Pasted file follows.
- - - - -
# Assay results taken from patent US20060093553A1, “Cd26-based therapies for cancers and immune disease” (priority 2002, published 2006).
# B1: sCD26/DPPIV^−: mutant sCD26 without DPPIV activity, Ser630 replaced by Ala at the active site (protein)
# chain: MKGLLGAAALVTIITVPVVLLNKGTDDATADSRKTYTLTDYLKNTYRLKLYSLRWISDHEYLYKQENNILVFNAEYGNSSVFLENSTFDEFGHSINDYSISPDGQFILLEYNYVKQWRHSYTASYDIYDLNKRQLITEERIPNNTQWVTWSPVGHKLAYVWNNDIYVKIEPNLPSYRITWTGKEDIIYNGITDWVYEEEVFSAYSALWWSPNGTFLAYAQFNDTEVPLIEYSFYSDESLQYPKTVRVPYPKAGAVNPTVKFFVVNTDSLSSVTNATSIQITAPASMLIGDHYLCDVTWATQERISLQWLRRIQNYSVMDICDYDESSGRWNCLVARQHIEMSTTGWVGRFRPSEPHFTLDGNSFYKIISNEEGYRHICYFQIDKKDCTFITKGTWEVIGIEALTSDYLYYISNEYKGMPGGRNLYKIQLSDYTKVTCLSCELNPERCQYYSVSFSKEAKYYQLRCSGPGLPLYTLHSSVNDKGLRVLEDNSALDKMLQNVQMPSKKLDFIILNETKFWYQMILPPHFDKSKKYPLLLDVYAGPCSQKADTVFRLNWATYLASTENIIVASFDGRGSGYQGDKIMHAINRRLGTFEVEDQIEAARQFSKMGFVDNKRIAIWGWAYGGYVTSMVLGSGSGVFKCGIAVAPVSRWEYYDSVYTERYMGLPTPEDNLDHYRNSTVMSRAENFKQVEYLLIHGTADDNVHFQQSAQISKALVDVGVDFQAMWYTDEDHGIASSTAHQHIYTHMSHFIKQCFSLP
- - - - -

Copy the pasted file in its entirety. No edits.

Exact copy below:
# Assay results taken from patent US20060093553A1, “Cd26-based therapies for cancers and immune disease” (priority 2002, published 2006).
# B1: sCD26/DPPIV^−: mutant sCD26 without DPPIV activity, Ser630 replaced by Ala at the active site (protein)
# chain: MKGLLGAAALVTIITVPVVLLNKGTDDATADSRKTYTLTDYLKNTYRLKLYSLRWISDHEYLYKQENNILVFNAEYGNSSVFLENSTFDEFGHSINDYSISPDGQFILLEYNYVKQWRHSYTASYDIYDLNKRQLITEERIPNNTQWVTWSPVGHKLAYVWNNDIYVKIEPNLPSYRITWTGKEDIIYNGITDWVYEEEVFSAYSALWWSPNGTFLAYAQFNDTEVPLIEYSFYSDESLQYPKTVRVPYPKAGAVNPTVKFFVVNTDSLSSVTNATSIQITAPASMLIGDHYLCDVTWATQERISLQWLRRIQNYSVMDICDYDESSGRWNCLVARQHIEMSTTGWVGRFRPSEPHFTLDGNSFYKIISNEEGYRHICYFQIDKKDCTFITKGTWEVIGIEALTSDYLYYISNEYKGMPGGRNLYKIQLSDYTKVTCLSCELNPERCQYYSVSFSKEAKYYQLRCSGPGLPLYTLHSSVNDKGLRVLEDNSALDKMLQNVQMPSKKLDFIILNETKFWYQMILPPHFDKSKKYPLLLDVYAGPCSQKADTVFRLNWATYLASTENIIVASFDGRGSGYQGDKIMHAINRRLGTFEVEDQIEAARQFSKMGFVDNKRIAIWGWAYGGYVTSMVLGSGSGVFKCGIAVAPVSRWEYYDSVYTERYMGLPTPEDNLDHYRNSTVMSRAENFKQVEYLLIHGTADDNVHFQQSAQISKALVDVGVDFQAMWYTDEDHGIASSTAHQHIYTHMSHFIKQCFSLP